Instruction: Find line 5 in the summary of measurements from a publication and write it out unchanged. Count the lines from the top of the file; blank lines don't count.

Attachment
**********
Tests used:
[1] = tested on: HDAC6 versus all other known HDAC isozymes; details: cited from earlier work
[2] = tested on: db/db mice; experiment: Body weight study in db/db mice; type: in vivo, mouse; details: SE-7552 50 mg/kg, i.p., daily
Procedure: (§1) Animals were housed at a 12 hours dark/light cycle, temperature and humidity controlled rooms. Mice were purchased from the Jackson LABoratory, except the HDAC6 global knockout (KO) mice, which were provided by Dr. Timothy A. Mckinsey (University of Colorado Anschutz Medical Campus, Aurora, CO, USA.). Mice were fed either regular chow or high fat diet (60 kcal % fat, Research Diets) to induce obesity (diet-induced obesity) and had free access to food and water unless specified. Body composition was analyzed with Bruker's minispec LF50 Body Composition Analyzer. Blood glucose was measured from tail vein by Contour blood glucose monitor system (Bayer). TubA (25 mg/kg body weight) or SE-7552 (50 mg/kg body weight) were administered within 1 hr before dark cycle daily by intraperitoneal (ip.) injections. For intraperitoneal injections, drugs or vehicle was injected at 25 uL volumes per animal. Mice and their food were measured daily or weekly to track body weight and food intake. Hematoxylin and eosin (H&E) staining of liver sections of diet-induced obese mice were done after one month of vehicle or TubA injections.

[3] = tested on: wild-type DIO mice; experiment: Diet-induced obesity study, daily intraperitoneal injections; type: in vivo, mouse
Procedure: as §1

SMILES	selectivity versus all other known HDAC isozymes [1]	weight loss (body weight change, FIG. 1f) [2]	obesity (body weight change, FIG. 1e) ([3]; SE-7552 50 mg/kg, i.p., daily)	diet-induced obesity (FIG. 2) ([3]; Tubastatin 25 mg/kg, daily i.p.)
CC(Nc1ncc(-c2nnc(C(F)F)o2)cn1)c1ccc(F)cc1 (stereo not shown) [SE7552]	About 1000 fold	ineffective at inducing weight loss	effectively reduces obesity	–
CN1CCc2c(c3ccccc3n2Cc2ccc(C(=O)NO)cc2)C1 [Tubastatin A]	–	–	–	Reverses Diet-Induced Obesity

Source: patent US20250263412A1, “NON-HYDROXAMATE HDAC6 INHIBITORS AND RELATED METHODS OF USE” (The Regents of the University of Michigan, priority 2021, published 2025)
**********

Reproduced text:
[3] = tested on: wild-type DIO mice; experiment: Diet-induced obesity study, daily intraperitoneal injections; type: in vivo, mouse